Editorial: When regulators get aggressive, it’s bad news

Mats Järlström might be giving the state of Oregon a black eye over a yellow light.

He’s gotten international news coverage, including a recent story in the New York Times and reports by other prominent news organizations, after a state licensing board fined him $500 for calling himself an “engineer” after he began a crusade to make traffic lights remain yellow longer.

Järlström lives in Beaverton and the series of events that led to the fine have all occurred north of us, so this might seem to have little to do with Sweet Home. But the principles at stake here are worthy of our attention.

For those unfamiliar with the situation, Järlström’s story actually goes back several years. He’s a Swedish immigrant who earned a bachelor’s degree in electronic engineering before emigrating to the United States. He and his American wife live in Beaverton, where he is self-employed as a consultant for audio and electronic testing equipment.

Järlström’s foray into the world of traffic signals began in 2013 after his wife got a $260 ticket from the city of Beaverton after she was busted by a red light camera.

When appealing the fine, on behalf of his wife, Järlström got himself into trouble.

He studied the calculations used to determine the length of the yellow light cycle and concluded it was too short, because it failed to account for the longer time a driver needed to turn a corner, rather than going straight through the intersection.

Järlström went to city officials and proposed a new mathematical formula for yellow lights, arguing that the yellows at the intersection where his wife got the ticket – and others in the city – were too short.

He says he was laughed at.

He eventually contacted the state Board of Examiners for Engineering and Land Surveying, described himself in an email as “an excellent engineer.”


The board said that, by doing so, Järlström was guilty of the “practice of engineering in Oregon without registration” and earlier this year fined him $500.

“Järlström applied special knowledge of the mathematical, physical and engineering sciences to such creative work as investigation, evaluation and design in connection with public equipment, processes and works. Järlström thereby engaged in the practice of engineering under state law,” the board ruled.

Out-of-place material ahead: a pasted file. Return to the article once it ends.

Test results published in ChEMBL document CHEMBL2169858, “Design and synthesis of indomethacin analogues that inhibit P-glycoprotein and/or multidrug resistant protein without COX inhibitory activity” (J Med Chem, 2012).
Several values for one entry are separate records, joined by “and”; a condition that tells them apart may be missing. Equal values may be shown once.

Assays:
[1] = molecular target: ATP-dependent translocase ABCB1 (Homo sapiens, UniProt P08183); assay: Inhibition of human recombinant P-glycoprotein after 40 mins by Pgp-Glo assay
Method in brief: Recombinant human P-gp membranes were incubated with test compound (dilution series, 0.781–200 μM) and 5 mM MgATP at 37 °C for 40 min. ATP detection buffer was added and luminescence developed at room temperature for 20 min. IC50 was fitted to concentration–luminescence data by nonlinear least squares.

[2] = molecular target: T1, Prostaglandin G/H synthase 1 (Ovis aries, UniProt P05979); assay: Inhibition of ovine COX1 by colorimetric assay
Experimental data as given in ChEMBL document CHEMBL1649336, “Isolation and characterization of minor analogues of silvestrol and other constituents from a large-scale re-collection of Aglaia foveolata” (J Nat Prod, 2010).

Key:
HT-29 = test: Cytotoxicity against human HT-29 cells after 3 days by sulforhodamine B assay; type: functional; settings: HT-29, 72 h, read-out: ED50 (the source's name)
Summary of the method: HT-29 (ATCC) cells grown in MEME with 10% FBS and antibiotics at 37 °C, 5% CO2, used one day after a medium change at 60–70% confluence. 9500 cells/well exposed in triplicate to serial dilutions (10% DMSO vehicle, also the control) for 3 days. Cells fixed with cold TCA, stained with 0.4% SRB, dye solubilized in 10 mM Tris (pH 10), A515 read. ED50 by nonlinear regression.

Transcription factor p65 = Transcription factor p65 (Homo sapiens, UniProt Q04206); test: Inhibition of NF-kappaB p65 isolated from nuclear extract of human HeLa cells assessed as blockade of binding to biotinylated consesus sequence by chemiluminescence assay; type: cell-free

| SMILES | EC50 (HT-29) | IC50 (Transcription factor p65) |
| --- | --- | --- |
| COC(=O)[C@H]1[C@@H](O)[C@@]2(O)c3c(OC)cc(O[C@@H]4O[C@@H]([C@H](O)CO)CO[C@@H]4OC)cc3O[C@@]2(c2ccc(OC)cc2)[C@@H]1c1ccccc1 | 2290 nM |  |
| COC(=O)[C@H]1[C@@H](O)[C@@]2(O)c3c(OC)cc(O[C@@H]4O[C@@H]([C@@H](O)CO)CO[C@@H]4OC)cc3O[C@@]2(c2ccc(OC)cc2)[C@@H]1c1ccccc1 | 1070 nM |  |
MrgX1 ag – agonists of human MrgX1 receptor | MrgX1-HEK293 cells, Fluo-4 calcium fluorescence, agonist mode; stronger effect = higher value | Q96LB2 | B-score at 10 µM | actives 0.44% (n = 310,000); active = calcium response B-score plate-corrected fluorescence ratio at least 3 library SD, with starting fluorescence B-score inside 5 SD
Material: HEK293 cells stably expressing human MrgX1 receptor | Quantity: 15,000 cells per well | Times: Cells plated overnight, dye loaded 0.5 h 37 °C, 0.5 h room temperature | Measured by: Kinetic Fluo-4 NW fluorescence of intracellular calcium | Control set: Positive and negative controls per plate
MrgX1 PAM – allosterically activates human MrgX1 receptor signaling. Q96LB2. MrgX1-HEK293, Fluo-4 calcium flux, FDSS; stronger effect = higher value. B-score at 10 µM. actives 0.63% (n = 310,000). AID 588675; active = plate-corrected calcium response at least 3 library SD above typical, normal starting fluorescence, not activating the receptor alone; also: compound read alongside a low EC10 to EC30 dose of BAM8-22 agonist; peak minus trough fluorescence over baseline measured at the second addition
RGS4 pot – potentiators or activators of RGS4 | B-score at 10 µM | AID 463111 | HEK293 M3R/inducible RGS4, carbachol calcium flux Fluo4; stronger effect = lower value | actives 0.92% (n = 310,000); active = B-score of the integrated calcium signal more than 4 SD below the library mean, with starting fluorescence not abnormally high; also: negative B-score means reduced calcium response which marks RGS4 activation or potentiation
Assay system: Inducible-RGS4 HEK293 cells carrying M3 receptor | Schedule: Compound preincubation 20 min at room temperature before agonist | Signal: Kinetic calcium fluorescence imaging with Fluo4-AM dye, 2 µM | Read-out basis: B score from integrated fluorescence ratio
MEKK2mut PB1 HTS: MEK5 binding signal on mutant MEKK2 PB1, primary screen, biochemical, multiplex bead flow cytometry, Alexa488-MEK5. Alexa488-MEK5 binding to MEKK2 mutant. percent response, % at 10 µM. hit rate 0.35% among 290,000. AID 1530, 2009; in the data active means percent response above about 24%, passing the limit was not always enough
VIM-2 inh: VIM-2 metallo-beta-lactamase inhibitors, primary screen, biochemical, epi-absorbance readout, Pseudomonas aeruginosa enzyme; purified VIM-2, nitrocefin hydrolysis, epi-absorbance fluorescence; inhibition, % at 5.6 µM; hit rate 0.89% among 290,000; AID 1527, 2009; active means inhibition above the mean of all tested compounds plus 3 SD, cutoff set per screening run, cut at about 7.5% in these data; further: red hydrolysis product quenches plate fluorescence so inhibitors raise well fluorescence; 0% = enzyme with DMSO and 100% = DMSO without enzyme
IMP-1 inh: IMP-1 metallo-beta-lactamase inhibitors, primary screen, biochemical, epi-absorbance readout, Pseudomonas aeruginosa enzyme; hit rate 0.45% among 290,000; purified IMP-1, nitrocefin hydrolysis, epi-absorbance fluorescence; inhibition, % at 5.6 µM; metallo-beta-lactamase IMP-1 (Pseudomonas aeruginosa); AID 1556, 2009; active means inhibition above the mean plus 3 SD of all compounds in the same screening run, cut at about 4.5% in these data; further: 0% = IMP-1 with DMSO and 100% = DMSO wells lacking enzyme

It should be noted that Järlström has not taken this lying down. He initially filed a federal civil rights lawsuit in 2014, arguing that some cramped Beaverton intersections present a public safety issue for both pedestrians and drivers.

A federal judge rejected that argument and dismissed the case.

So now Järlström is suing on free-speech grounds, arguing that the engineering panel is violating his First Amendment rights.

Frankly, he may be right, and it’s disturbing that it’s come to this.

As a number of news accounts have noted, Järlström is not the first to run afoul of the engineering board. They’ve gone after bigger fish.

Former gubernatorial candidate Allen Alley stated in a campaign ad that he was “an engineer and a problem solver,” prompting an investigation by the board.

The same thing happened to Portland City Commissioner Dan Saltzman, who described his background in a voter’s pamphlet as an “environmental engineer.’’

Both of these men have worked professionally as certified engineers, but weren’t licensed in Oregon.

There are other cases, just as concerning, that we don’t have space to recount here.

We wrote some years ago about some of the more seemingly intrusive, if not foolish, requirements for licensing in Oregon and a reader rightly respond with a letter point out that there are very legitimate reasons for some licensure requirements. We’re not debating the important benefits of certification for, say, building contractors or medical doctors – or engineers. We’ve all heard horror stories about people being victimized by quacks, or worse.

But this isn’t an issue of professional advertising. Every one of the cases above involve individuals who actually have college degrees in engineering and have practiced professionally in some form or fashion, but they weren’t advertising their services.

Yes, there are serious free-speech issues.

At the risk of sounding reactionary or paranoid, there is a very real danger when state agencies begin to push the boundaries of their authority, and that’s clearly what’s happening here.

When it becomes a legal risk to even mention that one is experienced in engineering in the context of discussing the operation of traffic lights, or running for political office, that’s excessive.

Granted, these are engineering-types may see things more in black and white than some of us who struggled to pass math class. But there are constitutional issues here, in all these shades of gray.

Oregon’s elected leaders are ultimately responsible when bureaucrats step out of line. Whether or not they have created the environment in which overreaches occur, they are responsible for correcting them.

Otherwise, citizens may be forced to respond – at the ballot box.